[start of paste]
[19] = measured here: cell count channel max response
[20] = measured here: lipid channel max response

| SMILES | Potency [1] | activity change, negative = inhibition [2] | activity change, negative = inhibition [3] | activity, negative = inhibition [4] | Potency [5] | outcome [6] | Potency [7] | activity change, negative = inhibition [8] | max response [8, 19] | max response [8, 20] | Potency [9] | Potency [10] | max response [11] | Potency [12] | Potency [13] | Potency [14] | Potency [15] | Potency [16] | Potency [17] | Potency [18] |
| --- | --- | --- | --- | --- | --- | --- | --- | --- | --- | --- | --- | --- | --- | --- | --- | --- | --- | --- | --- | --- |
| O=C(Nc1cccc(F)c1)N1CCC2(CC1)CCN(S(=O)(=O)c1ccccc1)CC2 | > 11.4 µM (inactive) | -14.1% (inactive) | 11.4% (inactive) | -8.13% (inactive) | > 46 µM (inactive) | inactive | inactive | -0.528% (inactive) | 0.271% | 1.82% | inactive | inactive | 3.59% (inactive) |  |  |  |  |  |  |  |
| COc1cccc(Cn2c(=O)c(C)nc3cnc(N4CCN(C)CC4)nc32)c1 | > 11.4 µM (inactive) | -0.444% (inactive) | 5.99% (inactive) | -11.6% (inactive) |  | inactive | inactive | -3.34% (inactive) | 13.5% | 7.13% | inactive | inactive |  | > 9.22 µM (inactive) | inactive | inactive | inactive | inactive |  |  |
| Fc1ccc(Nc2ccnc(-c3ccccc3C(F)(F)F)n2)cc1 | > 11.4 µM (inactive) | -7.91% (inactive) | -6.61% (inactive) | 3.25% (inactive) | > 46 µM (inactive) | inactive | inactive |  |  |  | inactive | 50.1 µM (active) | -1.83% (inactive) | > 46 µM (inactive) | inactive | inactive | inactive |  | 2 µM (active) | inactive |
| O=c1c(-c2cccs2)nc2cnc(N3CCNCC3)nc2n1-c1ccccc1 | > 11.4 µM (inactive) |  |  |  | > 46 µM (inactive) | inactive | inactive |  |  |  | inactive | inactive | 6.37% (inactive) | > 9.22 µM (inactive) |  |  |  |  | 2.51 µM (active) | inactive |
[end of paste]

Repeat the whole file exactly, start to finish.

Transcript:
[19] = measured here: cell count channel max response
[20] = measured here: lipid channel max response

| SMILES | Potency [1] | activity change, negative = inhibition [2] | activity change, negative = inhibition [3] | activity, negative = inhibition [4] | Potency [5] | outcome [6] | Potency [7] | activity change, negative = inhibition [8] | max response [8, 19] | max response [8, 20] | Potency [9] | Potency [10] | max response [11] | Potency [12] | Potency [13] | Potency [14] | Potency [15] | Potency [16] | Potency [17] | Potency [18] |
| --- | --- | --- | --- | --- | --- | --- | --- | --- | --- | --- | --- | --- | --- | --- | --- | --- | --- | --- | --- | --- |
| O=C(Nc1cccc(F)c1)N1CCC2(CC1)CCN(S(=O)(=O)c1ccccc1)CC2 | > 11.4 µM (inactive) | -14.1% (inactive) | 11.4% (inactive) | -8.13% (inactive) | > 46 µM (inactive) | inactive | inactive | -0.528% (inactive) | 0.271% | 1.82% | inactive | inactive | 3.59% (inactive) |  |  |  |  |  |  |  |
| COc1cccc(Cn2c(=O)c(C)nc3cnc(N4CCN(C)CC4)nc32)c1 | > 11.4 µM (inactive) | -0.444% (inactive) | 5.99% (inactive) | -11.6% (inactive) |  | inactive | inactive | -3.34% (inactive) | 13.5% | 7.13% | inactive | inactive |  | > 9.22 µM (inactive) | inactive | inactive | inactive | inactive |  |  |
| Fc1ccc(Nc2ccnc(-c3ccccc3C(F)(F)F)n2)cc1 | > 11.4 µM (inactive) | -7.91% (inactive) | -6.61% (inactive) | 3.25% (inactive) | > 46 µM (inactive) | inactive | inactive |  |  |  | inactive | 50.1 µM (active) | -1.83% (inactive) | > 46 µM (inactive) | inactive | inactive | inactive |  | 2 µM (active) | inactive |
| O=c1c(-c2cccs2)nc2cnc(N3CCNCC3)nc2n1-c1ccccc1 | > 11.4 µM (inactive) |  |  |  | > 46 µM (inactive) | inactive | inactive |  |  |  | inactive | inactive | 6.37% (inactive) | > 9.22 µM (inactive) |  |  |  |  | 2.51 µM (active) | inactive |